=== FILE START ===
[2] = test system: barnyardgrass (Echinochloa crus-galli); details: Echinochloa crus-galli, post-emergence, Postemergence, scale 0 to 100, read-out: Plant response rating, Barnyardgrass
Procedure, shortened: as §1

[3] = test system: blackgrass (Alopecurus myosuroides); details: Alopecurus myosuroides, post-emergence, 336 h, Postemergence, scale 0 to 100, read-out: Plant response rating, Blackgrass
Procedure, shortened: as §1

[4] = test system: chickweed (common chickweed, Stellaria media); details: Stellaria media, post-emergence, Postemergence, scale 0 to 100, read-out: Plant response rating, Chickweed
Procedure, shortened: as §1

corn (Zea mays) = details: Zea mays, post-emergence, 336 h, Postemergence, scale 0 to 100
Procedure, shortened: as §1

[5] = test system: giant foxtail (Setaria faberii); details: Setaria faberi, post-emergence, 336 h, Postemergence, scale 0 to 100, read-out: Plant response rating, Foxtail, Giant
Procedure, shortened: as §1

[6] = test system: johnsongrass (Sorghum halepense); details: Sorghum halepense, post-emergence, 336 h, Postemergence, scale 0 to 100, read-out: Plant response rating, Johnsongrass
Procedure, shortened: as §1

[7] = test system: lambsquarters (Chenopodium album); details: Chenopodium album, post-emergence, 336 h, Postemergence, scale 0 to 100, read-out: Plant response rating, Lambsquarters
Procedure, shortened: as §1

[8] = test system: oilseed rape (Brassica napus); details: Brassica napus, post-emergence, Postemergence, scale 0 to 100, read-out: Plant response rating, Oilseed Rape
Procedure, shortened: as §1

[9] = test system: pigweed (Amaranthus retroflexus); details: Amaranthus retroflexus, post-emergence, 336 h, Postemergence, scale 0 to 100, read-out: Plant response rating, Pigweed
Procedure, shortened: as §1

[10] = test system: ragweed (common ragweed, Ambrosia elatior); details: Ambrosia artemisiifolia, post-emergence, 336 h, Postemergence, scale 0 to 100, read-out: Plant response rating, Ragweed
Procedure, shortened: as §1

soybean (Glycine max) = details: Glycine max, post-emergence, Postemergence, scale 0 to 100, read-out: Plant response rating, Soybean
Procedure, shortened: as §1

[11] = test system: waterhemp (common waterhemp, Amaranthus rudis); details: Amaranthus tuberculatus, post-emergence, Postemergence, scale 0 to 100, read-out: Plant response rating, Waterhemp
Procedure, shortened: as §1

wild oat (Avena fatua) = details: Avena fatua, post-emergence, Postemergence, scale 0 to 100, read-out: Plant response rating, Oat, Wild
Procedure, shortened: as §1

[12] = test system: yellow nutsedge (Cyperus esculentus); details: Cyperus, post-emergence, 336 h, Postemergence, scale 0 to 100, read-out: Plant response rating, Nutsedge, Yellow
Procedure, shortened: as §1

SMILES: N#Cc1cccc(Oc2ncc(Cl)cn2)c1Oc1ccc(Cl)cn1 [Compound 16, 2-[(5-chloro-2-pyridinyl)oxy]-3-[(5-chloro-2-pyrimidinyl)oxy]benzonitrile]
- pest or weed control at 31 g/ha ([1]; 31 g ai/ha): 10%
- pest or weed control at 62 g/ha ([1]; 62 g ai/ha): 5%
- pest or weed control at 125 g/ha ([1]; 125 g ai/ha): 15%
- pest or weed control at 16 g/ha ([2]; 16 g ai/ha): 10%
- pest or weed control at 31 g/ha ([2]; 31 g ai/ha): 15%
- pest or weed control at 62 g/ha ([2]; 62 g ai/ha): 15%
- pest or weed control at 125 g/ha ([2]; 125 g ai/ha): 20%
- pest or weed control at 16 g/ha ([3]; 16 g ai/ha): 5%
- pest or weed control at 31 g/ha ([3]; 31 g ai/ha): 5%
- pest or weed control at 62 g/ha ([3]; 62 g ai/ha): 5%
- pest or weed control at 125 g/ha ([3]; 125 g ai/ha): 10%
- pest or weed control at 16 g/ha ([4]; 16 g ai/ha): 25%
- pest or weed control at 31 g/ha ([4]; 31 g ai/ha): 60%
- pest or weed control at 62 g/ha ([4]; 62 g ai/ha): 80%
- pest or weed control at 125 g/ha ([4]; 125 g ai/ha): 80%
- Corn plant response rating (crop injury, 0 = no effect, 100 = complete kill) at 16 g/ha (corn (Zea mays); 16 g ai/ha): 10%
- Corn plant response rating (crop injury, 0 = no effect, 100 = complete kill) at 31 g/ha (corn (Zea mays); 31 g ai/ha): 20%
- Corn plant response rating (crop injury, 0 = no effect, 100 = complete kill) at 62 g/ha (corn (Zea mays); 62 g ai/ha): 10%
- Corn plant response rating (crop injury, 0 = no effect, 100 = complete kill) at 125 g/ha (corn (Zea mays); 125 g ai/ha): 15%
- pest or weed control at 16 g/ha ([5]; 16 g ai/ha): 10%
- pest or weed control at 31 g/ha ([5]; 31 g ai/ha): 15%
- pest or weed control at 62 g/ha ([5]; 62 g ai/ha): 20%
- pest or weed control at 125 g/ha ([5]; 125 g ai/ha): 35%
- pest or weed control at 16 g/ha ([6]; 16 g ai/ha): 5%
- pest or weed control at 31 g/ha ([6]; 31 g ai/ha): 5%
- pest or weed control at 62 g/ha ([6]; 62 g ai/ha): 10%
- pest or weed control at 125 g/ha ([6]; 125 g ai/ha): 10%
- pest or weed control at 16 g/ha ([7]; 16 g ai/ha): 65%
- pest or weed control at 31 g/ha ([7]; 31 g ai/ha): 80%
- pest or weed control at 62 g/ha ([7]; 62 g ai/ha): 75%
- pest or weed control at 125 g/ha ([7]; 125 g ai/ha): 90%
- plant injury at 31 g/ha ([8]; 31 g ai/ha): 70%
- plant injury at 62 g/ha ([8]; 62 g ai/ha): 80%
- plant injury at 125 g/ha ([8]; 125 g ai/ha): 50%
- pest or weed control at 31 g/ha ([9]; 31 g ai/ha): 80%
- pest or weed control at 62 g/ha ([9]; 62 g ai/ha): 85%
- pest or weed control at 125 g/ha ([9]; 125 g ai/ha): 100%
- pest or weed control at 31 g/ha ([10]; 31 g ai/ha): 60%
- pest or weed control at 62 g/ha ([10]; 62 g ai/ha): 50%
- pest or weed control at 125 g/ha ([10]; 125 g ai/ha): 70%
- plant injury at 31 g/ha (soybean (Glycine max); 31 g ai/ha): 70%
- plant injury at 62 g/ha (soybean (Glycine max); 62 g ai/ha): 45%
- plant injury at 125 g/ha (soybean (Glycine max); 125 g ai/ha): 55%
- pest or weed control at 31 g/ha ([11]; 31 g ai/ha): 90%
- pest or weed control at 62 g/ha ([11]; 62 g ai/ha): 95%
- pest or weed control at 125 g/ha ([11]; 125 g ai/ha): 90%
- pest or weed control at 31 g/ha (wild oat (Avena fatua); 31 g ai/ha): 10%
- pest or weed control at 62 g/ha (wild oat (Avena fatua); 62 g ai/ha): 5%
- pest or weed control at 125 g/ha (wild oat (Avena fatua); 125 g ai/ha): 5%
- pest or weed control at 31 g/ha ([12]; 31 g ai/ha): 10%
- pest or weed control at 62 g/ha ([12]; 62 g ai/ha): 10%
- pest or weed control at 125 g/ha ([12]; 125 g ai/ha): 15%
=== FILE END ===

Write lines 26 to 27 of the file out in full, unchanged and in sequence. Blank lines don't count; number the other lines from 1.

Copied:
Procedure, shortened: as §1

[12] = test system: yellow nutsedge (Cyperus esculentus); details: Cyperus, post-emergence, 336 h, Postemergence, scale 0 to 100, read-out: Plant response rating, Nutsedge, Yellow